Hospital Dr News

NHS England tells trusts to defer elective work and concentrate on the front door

NHS England has told hospitals to delay elective procedures and routine outpatient appointments to concentrate on emergency care.

Up to 55,000 non-urgent NHS operations and procedures in England may be deferred until 31 January, due to winter pressures.

But NHS England reiterated that cancer operations and time-critical procedures should go ahead as planned.

The advice comes as many NHS trusts struggle to meet the New Year demand.

NHS England’s National Emergency Pressures Panel, which met for the second time on Tuesday, said it had extended the deadline for deferral of all non-urgent inpatient elective care – such as hip or knee replacements – to 31 January, to free up capacity for the sickest of patients.

NHS England also gave hospitals the green light to put patients in mixed sex wards.

The panel noted that the NHS has been under sustained pressure over the Christmas period with high levels of respiratory illness.

High bed occupancy levels are giving many trusts limited capacity to deal with demand surges, and there are early indications of increasing flu prevalence.

The panel said the clinical time released from the above actions should be re-prioritised to:

  • Implement consultant triage at the front-door so patients are seen by a senior decision maker on arrival at the Emergency Department.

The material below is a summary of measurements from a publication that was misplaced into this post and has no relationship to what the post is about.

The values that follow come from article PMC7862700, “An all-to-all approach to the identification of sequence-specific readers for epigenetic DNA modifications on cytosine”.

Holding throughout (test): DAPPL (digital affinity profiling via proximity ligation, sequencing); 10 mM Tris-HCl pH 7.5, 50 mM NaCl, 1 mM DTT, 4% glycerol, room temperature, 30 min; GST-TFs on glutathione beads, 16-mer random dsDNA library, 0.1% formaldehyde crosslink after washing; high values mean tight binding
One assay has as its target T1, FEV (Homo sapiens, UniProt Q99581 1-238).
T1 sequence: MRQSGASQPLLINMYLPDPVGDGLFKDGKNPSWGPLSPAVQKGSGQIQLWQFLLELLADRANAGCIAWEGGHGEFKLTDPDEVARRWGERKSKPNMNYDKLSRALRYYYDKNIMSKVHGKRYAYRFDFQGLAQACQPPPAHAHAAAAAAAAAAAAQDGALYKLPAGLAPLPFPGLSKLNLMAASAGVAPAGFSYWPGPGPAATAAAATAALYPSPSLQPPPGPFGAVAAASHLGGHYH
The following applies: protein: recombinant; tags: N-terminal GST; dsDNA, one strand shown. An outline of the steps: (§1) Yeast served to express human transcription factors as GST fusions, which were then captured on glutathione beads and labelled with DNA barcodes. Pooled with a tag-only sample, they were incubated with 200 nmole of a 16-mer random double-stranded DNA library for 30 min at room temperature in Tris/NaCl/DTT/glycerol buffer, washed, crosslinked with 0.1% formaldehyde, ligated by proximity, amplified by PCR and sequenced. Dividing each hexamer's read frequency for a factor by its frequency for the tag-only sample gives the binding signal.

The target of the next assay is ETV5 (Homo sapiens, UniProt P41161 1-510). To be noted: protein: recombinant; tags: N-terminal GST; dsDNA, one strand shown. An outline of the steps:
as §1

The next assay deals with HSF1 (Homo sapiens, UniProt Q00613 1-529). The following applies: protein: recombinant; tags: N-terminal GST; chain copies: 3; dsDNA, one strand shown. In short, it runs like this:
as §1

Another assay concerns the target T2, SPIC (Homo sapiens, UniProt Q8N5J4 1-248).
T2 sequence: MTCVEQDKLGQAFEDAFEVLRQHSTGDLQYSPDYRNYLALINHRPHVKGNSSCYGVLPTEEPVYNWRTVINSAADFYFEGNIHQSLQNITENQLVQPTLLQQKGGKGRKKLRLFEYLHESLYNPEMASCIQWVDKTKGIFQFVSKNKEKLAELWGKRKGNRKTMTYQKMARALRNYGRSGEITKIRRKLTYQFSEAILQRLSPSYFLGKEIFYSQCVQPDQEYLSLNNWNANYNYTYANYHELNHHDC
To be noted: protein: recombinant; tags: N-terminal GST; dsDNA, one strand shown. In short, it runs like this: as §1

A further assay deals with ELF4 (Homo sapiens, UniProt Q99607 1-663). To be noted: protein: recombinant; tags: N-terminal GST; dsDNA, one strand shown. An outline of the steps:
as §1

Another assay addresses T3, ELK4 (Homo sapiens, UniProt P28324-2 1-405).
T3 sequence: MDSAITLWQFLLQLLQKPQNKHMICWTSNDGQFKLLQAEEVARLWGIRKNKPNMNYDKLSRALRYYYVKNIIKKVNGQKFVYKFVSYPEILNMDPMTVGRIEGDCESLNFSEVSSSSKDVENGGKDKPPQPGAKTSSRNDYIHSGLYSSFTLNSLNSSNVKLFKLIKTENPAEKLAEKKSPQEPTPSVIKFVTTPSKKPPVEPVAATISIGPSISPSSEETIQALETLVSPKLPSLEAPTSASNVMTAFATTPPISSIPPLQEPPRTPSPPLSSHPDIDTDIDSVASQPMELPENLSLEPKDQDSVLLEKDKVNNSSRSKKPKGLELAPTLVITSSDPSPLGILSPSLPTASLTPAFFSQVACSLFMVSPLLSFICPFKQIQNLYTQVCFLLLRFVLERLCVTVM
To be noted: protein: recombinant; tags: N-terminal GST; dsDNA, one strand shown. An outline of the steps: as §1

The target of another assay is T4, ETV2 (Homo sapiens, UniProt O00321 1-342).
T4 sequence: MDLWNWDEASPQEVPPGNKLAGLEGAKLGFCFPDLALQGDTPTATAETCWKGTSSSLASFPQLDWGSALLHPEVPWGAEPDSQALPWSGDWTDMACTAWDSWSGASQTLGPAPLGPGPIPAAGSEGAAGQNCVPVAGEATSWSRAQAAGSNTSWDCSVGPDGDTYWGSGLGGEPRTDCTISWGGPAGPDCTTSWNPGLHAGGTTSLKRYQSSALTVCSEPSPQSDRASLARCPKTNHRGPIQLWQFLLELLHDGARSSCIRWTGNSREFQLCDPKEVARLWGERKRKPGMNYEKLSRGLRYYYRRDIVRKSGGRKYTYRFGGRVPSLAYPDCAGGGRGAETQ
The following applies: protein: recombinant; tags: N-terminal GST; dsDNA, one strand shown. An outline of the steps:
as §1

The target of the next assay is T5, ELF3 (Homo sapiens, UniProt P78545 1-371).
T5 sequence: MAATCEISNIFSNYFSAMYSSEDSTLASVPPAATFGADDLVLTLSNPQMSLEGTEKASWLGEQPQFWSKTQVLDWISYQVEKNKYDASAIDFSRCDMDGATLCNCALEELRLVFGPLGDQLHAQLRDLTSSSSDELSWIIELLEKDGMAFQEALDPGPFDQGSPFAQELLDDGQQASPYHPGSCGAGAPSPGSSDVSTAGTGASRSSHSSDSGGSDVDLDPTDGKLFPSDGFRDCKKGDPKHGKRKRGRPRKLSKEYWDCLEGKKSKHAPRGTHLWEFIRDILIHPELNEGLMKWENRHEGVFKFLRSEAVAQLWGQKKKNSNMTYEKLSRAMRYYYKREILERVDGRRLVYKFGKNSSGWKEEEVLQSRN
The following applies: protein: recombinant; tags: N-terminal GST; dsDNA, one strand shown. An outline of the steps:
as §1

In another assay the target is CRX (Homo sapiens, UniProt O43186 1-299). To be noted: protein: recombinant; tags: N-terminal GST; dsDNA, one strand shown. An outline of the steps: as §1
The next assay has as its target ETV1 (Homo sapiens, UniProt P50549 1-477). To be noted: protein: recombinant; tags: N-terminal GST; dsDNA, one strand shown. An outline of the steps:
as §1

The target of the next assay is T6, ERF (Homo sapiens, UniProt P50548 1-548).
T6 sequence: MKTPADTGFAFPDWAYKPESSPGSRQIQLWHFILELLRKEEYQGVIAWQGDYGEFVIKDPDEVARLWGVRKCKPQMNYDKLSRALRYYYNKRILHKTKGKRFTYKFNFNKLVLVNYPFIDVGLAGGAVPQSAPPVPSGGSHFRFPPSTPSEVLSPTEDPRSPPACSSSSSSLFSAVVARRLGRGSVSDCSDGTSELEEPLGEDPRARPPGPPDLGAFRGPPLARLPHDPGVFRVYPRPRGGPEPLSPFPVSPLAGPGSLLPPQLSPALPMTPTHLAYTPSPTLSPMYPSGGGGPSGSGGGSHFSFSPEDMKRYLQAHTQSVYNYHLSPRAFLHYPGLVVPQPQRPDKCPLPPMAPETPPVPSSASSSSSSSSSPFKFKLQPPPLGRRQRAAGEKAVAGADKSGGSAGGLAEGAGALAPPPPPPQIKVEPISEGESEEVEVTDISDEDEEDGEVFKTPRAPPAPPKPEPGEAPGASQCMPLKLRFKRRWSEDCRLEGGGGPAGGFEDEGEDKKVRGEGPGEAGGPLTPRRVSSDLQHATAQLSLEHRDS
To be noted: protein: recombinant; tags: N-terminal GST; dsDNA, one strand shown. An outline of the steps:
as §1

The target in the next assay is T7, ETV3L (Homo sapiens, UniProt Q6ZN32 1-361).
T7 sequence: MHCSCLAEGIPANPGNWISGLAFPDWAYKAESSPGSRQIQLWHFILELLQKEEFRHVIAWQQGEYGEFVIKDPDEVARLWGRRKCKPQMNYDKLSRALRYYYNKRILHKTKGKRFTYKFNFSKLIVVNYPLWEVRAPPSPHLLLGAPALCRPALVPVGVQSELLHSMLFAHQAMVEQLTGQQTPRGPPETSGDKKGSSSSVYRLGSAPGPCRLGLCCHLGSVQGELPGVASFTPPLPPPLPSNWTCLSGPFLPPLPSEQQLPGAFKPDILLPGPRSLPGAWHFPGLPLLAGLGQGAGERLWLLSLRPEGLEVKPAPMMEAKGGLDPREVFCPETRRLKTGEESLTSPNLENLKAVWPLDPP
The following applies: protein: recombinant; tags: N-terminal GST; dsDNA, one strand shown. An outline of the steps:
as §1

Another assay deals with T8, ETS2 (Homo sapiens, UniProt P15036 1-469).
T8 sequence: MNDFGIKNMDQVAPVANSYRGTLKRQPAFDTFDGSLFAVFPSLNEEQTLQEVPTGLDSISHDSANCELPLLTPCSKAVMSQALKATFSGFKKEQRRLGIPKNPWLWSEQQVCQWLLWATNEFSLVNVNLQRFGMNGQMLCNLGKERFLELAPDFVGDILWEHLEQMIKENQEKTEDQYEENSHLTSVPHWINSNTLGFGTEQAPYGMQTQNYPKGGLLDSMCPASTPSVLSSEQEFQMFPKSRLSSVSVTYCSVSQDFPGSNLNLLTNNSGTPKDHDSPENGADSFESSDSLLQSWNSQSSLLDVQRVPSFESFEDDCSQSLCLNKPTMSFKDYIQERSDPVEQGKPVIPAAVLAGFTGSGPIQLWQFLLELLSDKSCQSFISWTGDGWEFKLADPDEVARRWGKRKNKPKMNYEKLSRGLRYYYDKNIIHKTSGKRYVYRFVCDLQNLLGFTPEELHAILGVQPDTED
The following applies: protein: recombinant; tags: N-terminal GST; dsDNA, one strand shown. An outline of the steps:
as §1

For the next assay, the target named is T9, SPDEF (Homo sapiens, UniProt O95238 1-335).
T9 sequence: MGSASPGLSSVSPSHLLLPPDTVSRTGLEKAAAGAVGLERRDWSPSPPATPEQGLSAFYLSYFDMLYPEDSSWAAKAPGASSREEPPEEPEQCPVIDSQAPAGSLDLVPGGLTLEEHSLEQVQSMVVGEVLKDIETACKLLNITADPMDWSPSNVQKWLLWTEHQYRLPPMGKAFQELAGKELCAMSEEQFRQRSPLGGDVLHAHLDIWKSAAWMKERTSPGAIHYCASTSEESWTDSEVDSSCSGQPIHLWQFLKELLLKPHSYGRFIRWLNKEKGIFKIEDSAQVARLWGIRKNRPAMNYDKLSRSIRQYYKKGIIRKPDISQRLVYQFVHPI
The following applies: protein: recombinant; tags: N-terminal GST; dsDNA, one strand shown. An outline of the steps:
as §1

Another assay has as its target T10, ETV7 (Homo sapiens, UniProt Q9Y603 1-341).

• Ensure consultant availability for phone advice for GPs.
  • Maximise the usage of ambulatory care and hot clinic appointments as an alternative to Emergency Department attendance and/or hospital admissions.
  • Increasing support from Allied Health Professionals, for example physios and therapists, for rehabilitation and discharge.
  • Staff additional inpatient beds.
  • Ensure twice daily review of all patients to facilitate discharge.
  • To ensure patient safety comes first CCGs should temporarily suspend sanctions for mixed sex accommodation breaches.

It also called on the public to play their part by using the NHS responsibly. Calling 111 is often a quicker and more convenient way of obtaining clinical assessment and advice in non-emergencies and allows staff in A&E to focus on the sickest patients, it said.

Sir Bruce Keogh, NHS England Medical Director, said: “I want to thank NHS staff who have worked incredibly hard under sustained pressure to take care of patients over the Christmas. We expect these pressures to continue and there are early signs of increased flu prevalence.

“The NHS needs to take further action to increase capacity and minimise disruptive last minute cancellations.”

Dr Richard Fawcett, an emergency medic at the Royal Stoke hospital in Staffordshire, tweeted: “As an A&E consultant at University of North Midlands NHS Trust I personally apologise to the people of Stoke for the third world conditions of the department due to overcrowding.”

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